"The Aare bends to the east, is sprinkled with boats carrying potatoes and sugar beets. Arolla pines dot the foothills of the Alps, the trees' cone-laden branches curving upward like arms of a candelabrum. Three-storey houses with red-tiled roofs and dormer windows sit quietly on Aarstrasse, overlooking the river. shopkeepers on Marktgasse wave their arms at all passersby, hawking handkerchiefs, fine watches, tomatoes, sour bread, and fennel. The smell of smoked beef wafts down the avenues. A man and a woman stand on their small balcony on Kramgasse, arguing and smiling while they argue. A young girl walks slowly through the garden at the Kleine Schanze. The large red-wood door of the Post Bureau opens and closes, opens and closes. A dog barks." (Alan Lightman, Einstein's Dreams, 113)
I started reading "Einstein's Dreams" the other year during the long flights to and from L.A. Waiting and reading about time seemed to go together. Ironically, I never finished the book. While I was rummaging through my bedside books for a nice read while in transit to and from H.K. I rediscovered "Einstein's dreams." I realize that the prose was very heavy for me. The passages are the kind where one would like to linger and absorb the slanting sunlight through stained-glass windows. Poem-like, actually. I needed to be in a situation that would induce me to slow down. Breathe. Smell the coffee. So, before I dozed off out of sheer exhaustion in the hotel room I had the brief and sweet luxury of imagining time slowing down so that I could see raindrops suspended in the air, or lovers poignantly locked in an embrace in a world where they cannot fathom the future.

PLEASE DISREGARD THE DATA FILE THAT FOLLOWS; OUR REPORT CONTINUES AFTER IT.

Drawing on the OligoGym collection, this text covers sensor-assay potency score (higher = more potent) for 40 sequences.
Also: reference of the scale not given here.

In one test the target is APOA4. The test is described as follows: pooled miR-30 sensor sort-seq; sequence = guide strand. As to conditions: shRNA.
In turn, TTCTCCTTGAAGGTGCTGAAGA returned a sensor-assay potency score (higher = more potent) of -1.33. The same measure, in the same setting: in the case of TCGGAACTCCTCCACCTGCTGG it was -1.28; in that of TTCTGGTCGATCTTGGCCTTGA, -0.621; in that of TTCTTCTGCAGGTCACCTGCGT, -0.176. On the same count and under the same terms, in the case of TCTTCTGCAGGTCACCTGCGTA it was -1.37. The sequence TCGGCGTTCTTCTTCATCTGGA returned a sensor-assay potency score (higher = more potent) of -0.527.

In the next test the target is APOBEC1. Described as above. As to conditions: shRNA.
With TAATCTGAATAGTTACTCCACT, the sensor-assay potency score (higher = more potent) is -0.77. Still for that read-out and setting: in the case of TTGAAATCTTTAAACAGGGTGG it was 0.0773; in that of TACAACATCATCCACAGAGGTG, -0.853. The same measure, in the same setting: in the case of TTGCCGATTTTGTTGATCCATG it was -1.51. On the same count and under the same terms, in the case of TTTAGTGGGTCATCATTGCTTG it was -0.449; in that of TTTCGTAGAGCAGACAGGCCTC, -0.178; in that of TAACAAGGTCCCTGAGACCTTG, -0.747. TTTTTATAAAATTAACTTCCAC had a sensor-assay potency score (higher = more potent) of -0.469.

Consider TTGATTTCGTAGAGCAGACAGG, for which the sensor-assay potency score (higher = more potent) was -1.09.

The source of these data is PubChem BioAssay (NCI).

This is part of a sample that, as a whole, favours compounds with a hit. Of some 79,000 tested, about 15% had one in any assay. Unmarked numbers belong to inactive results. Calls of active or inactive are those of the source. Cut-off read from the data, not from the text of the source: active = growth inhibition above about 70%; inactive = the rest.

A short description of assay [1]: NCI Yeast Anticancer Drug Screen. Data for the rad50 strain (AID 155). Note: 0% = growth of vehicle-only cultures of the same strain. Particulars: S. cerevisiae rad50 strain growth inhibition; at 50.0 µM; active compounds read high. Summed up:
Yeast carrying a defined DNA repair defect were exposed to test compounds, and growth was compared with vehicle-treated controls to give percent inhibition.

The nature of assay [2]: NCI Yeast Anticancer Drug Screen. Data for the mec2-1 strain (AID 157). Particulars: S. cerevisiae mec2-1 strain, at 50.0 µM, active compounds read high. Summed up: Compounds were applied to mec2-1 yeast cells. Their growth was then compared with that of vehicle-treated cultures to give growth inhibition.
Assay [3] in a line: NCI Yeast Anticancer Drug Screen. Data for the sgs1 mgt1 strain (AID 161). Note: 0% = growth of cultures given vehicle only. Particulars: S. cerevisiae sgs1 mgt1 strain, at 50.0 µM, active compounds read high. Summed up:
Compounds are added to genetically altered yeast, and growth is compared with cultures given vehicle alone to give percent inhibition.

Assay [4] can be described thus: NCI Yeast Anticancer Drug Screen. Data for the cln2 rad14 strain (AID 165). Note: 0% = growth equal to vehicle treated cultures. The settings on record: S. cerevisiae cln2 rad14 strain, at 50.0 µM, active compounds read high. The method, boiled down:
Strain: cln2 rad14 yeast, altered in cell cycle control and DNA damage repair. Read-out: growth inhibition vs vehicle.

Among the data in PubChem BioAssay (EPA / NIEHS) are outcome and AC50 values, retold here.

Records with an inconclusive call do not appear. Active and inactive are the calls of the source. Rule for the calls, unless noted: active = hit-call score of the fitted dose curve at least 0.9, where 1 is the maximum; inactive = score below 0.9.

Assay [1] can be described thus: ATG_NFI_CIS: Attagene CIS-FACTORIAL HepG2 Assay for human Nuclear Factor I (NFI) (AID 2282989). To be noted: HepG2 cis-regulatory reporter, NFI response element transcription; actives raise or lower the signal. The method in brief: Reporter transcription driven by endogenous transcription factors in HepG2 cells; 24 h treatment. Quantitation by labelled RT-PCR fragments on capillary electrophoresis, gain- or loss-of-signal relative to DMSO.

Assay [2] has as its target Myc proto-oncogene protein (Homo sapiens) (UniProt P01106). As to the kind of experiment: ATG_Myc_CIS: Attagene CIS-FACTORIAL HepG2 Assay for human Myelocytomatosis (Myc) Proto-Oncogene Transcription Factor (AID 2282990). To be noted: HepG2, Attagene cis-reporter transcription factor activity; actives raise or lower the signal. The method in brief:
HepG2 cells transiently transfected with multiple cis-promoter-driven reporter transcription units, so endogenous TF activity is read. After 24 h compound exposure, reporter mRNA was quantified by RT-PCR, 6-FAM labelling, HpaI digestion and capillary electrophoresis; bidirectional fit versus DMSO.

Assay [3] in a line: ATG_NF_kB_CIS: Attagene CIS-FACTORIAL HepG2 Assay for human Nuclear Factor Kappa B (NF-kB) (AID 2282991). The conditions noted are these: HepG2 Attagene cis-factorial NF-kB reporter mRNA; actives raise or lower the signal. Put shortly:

You have to be completely absorbed or you will give up on the book, entirely. It was a bliss to immerse myself in the hypothetical universes of "Einstein's Dreams." Now, time isn't something that I would want to cram into tiny spaces. I want to extend it, live every moment to its fullest. Enjoy it. Whether I like it or not... time in this universe moves forward. It is a dimension that cannot be seen but can be measured, whether through mechanical means or the color of the sky or the height of a child. It cannot be reversed (not yet, or not ever... who knows?). The book made me sit back and re-examine my own philosophy of time.
It's a beautiful book. A bit difficult if you're not in the mood. But worth the wait.